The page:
Royal Pains

TV review by
Melissa Camacho, Common Sense Media
Royal Pains TV Poster Image
Parents recommend
Hamptons-set drama is entertaining but materialistic.

Parents say

age 14+
Based on 6 reviews

Kids say

age 12+
Based on 8 reviews

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A lot or a little?

The parents' guide to what's in this TV show.

Positive Messages

The show frequently dwells in an ethical gray area, with Hank's principles conflicting with what people ask him to do. But overall he means well. The series also highlights the wealthy, privileged world of the Hamptons.

Positive Role Models & Representations

Hank tries to stick to his principles but often finds them tested. Ed Lawson can often be sneaky and greedy. The Hampton residents are usually characterized as materialistic and entitled. Most of Hank's patients are Caucasian; the maids are usually Latina.


Some arguing and yelling. Some medical procedures are bloody, but they're intended to show attempts to save lives rather than to scare people.


Some strong sexual innuendo. People are shown in skimpy outfits and/or underwear; occasionally characters are shown getting undressed (though no nudity is visible). Breast implants are also discussed.


Some strong audible language, including words like "piss" and "ass" (those like "s--t" are bleeped). Wealthy Hampton residents sometimes refer to weekend tourists as "cit-iots."


Hank and Jill drive generic Saabs, while other characters drive BMWs, Porsches, and other upscale cars. Products and services like Netflix and American Express credit cards are clearly featured (and discussed).

Drinking, Drugs & Smoking

Frequent social drinking (beer, wine, champagne, mixed drinks). Frequent discussions about drug use, overdosing, and detox.

What parents need to know

Parents need to know that this series -- which follows a principled young doctor as he faces a variety of ethical dilemmas -- takes place in the upscale Hamptons enclave and includes plenty of materialistic, self-absorbed behavior. Party scenes boast frequent drinking and discussions of drug use, and there's some salty language and strong sexual innuendo. People are shown wearing skimpy outfits and taking their clothes off (though there's no outright nudity), and some of the medical procedures could be a little disturbing to sensitive viewers.

User Reviews

  • Parents say
  • Kids say
Adult Written byaesul November 2, 2011


I personally disagree with the rating. Although it does occasionally have brief sexual references or drug/drinking content, it is very mild and not condoned nor... Continue reading
Adult Written bythehappymos June 5, 2010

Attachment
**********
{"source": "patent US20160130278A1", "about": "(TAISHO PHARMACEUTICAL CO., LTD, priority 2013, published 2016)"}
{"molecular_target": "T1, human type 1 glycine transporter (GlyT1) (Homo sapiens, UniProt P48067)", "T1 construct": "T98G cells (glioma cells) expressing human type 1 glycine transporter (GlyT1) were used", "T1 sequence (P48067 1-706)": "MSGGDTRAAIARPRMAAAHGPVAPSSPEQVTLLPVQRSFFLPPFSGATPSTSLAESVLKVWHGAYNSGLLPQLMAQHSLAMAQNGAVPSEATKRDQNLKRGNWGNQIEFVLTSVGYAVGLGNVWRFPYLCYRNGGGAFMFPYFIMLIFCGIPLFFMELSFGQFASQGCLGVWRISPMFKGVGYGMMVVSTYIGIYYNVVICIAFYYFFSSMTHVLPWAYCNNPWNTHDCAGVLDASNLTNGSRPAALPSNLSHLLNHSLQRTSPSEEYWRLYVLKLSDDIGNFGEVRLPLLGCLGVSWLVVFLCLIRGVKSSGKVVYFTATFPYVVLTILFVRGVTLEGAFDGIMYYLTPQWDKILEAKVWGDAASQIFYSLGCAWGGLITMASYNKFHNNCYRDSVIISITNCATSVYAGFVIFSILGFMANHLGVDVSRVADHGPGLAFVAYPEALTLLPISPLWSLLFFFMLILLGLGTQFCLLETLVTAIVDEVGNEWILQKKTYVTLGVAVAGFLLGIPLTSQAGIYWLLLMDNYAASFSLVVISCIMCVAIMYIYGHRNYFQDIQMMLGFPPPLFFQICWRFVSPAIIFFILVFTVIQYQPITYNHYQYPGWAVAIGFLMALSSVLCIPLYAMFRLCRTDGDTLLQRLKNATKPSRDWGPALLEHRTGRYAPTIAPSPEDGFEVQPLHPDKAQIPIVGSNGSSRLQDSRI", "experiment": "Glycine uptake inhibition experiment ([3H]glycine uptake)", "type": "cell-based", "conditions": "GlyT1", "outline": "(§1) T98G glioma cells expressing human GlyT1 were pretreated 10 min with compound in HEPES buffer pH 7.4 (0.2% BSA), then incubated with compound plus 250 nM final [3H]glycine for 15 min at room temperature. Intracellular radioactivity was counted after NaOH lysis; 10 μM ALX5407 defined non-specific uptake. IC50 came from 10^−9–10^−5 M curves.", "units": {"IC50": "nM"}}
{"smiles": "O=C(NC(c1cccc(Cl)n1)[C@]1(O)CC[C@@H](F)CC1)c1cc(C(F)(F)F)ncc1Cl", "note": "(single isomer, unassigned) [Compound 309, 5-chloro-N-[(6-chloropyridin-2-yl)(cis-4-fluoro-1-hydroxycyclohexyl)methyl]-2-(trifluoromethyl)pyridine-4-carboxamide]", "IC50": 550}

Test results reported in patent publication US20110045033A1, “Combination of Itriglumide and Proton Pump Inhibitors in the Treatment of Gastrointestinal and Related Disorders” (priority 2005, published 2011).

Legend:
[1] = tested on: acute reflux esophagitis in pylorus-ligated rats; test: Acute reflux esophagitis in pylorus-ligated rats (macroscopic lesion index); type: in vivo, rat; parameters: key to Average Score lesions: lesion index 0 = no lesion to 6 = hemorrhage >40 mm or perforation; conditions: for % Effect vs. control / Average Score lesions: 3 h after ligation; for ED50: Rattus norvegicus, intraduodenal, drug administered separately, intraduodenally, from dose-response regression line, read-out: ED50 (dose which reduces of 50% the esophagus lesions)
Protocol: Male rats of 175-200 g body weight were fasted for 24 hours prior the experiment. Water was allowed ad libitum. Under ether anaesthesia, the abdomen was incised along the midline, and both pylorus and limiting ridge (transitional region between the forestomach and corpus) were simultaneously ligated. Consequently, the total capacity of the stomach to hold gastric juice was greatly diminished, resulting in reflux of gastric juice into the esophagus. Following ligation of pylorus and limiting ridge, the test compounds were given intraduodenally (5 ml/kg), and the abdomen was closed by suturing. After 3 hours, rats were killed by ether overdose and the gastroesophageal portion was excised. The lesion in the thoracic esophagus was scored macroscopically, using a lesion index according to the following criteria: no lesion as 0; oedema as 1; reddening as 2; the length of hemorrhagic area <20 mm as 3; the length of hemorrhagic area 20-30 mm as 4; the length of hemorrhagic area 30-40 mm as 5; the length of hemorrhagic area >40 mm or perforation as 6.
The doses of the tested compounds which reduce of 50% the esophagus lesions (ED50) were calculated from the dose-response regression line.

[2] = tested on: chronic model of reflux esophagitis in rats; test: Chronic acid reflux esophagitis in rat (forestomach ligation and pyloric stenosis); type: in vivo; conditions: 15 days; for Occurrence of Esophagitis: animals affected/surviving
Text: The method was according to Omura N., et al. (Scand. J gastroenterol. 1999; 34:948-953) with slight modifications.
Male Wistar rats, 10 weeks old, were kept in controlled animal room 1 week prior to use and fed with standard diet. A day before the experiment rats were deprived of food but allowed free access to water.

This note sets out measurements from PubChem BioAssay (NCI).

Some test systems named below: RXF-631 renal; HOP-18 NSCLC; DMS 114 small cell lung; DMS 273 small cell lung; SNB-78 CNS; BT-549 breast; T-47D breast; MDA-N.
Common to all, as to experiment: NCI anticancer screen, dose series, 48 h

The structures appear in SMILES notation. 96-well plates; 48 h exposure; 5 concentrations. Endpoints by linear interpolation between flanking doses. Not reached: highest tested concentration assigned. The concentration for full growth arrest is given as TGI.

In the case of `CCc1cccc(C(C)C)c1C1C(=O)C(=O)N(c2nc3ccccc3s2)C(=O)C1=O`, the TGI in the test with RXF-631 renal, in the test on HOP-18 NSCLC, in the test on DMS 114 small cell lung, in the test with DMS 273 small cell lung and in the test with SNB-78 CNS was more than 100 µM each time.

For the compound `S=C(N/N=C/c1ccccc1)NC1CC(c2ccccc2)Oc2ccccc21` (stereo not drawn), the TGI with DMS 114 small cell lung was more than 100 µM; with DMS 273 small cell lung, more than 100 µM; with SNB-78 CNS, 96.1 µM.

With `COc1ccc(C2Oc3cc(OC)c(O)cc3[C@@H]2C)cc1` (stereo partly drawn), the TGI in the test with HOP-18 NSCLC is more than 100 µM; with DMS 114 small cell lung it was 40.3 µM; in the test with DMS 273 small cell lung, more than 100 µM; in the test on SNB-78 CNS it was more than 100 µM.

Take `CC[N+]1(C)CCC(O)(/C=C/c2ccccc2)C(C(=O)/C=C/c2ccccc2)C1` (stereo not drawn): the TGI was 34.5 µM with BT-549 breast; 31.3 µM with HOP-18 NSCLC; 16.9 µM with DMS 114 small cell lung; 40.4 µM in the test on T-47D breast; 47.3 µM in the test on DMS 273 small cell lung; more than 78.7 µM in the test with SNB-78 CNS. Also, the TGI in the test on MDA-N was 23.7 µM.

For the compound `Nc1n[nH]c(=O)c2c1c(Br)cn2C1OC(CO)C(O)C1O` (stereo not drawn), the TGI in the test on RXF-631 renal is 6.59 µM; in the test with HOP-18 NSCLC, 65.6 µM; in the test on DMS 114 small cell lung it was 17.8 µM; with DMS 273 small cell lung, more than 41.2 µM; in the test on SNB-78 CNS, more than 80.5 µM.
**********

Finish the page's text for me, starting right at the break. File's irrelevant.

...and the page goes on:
In a sea of medical dramas that are way too old for my son, this is a nice compromise. There's been story lines that allow my son to open up about topi... Continue reading
Teen, 16 years old Written bymakingbooksgoodagain February 4, 2021
I love this tv show, I've watched the whole thing with my family at least 3 times. I love the medical part, it can be slightly gory at times. The "sex... Continue reading
Teen, 15 years old Written byMusicislove62 January 23, 2011

The good and the bad cancel each other out

Royal Pains has some implied sex, and there is definitely some product placement. Additionally, there is some social drinking; however, the drugs and severe dri... Continue reading

What's the story?

Dr. Hank Lawson (Mark Feuerstein) is a talented ER physician at the top of his game -- until his choice to put a patient above hospital politics leads to disastrous results. His life takes a new twist when, during a weekend in the Hamptons with younger brother Evan (Paulo Costanzo), he inadvertently finds himself becoming the on-call (or "concierge") doctor for the upscale community's wealthy elite. With the help of ambitious physician's assistant Divya Sharma (Reshma Shetty), Hank quickly learns to navigate his new clients' unique set of rules. It isn't always easy to work with this kind of royalty -- especially when his personal integrity and professional ethics are challenged by his patients' need for privacy, and/or they make him an accessory to something illicit. But with the support of down-to-earth local hospital administrator Dr. Jill Casey (Jill Flint), Hank tries to remain true to himself.

Is it any good?

ROYAL PAINS offers an interesting peek into the Hamptons' privileged elite by creating some amusingly colorful characters who underscore the community's exclusive, extravagant reputation. And Hank's constant negotiation between serving his wealthy patients' sometimes over-the-top needs and holding on to a higher moral ground provides some interesting social commentary about the changing medical profession (an increasing number of doctors are hiring themselves out as private physicians because they're unwilling to deal with the pressures of traditional medical bureaucracy). Of course, it also underscores that some of these changes are motivated by greed. ...

Even though the show has a strong focus on ethical issues, it still manages to be entertaining. But it's best left for more mature viewers thanks to the salty language, other strong content, and materialistic values. Younger viewers may not be able to appreciate the significance of some of the show's ethical dilemmas in the first place. But for older teens and adults, Royal Pains definitely has something to offer.

Talk to your kids about ...

  • Families can talk about how the wealthy are portrayed on television. Do you think they really attend so many lavish parties and act irresponsibly? Or are these media stereotypes? How do you think people who live in the Hamptons feel about these characterizations? 

  • What messages does the show send about things like drinking and body image?

TV details

Our editors recommend

For kids who love dramedies

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